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I have a couple of kitchen doors that are showing some wear [my project] around some handles & by the sink. Finish sched:
Could be repaired with some mohawk aerosols but in the end they will wear just as fast or faster.... Conversion varnish or catalyzed polyurethanes are just much tougher finishes for kitchen cabs....
I was guessing precat before I got that far in your information. Sold as a miracle product, never met the hype in application. My personal solid cherry kitchen looks like hell, but it's been 26 years. Precat failed around the dishwasher, under the sink, and around the range hood. Strip and refinish with a better product is the fix.
I like Pre-Cat lacquers. I have been using then for thirty years. The thing I like most about lacquers and Pre-Cat is that you can top coat them. Sand the doors and you don't even have to remove all the finish. Then top coat them. If you hae a stain, you will have to deal with the color match if you sand through the stain. I have refinished jobs I have done 25 years ago and they look great. That is a selling point for going with Custom cabinets in the first place. You cannot do that with Conversion varnishes or polys.
you can absolutely sand and recoat Conversion Varnish if your using a quality product in the first place...A lot of us are confusing CV's with the days of old when CV's were super sensitive about reshoot intervals and they would wrinkle when reshot and all kinds of finish failures... wrinkling around sharp edges etc etc. This is not the case with the majority of the good ones these days.... They are very chemical resistant thus not to wrinkle on a reshoot... they do however need a strong mechanical bond and will need sanding thoroughly if repairs are needed.
Yes you absolutely can recoat CV, and I argue that it's easier than any precat product to do so, because it's far less likely to wrinkle when it gets hit with a harsh solvent.
Most of them are also non-yellowing, so laying another couple coats of clear won't make it even more yellow, the way most precats do.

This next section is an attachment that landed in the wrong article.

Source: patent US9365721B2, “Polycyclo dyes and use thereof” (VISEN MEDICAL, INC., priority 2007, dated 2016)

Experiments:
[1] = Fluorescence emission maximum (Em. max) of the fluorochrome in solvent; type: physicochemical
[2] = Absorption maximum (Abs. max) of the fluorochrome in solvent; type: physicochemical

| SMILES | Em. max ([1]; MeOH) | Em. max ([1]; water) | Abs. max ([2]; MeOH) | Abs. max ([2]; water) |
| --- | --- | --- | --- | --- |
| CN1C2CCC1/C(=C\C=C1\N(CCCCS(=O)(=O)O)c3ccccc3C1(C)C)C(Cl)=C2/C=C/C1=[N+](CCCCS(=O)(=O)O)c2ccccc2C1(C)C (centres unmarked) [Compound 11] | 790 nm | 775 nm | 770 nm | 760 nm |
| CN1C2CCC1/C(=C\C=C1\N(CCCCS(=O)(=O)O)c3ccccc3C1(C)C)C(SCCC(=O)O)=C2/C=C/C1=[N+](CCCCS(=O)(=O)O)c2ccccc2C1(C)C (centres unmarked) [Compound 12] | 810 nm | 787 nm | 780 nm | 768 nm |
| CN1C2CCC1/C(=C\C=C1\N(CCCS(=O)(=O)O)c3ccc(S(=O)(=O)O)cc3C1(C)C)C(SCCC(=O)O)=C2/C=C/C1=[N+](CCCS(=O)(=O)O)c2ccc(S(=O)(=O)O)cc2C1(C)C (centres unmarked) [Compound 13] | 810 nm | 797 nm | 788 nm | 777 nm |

The one caveat you must keep in mind is film build (which is also a concern with precat), you just can't go crazy thick.
To the original poster:
I have not sprayed Mohawk before so I cannot comment on it, but if I were in your shoes, I would look deeply into spraying something more durable. The only products we spray are conversion varnish and 2K Polyurethan, but 99.9% is conversion varnish. It's just far more user friendly as long as you buy a good brand. I have my preferences (AcromaPro and Sherwood/Kemvar) but there are other good ones out there.
No very hard to do
Thanks to all.Going there Friday to check it out and will post back.
Okay. Went to the kitchen in the above post and took a look. The areas that were the most evident of damage, were the top edge/side of the doors directly under the sink. There were also some wearing of the finish only on the edges of the doors. These were shaker cherry doors, with cherry hardwood panels. A few nicks here and there, caused by utensils, etc. In retrospect, I did not ease the edges enough before I did the finishing. So my plan of attack, is to remove doors back to the shop, ease the edges with 220-320, restain edges, mask off panels (they are all still pristine), fix any nicks, scrapes with Mohawk touchup products, and re-coat. This kitchen is almost 8 years old. The couple I did it for, her husband died a year or so ago. She asked me " how much is this going to cost?" I said, don't worry about it, I can take care of it. Any other ideas, suggestions for what I'm up against? If any problems come up another 8 years down the road, I think I may be retired by then. Anyways......
just make sure to clean them very well with naptha several times with clean rags each time so you don't run into any contamination problems...… shoot the backside of something first to make sure you don't get any wrinkling or finish failure from recoating and then go for it...
8 year warranty!!! I wish I could get that on my $47,000 van Im gonna buy! in 2.5 years, the whole thing is out of warranty.
Precat has its place. If I were to do kitchens, it wouldn't be it. I specialize in low cost very small runs. post cat would be awful. Precat is pretty darn good.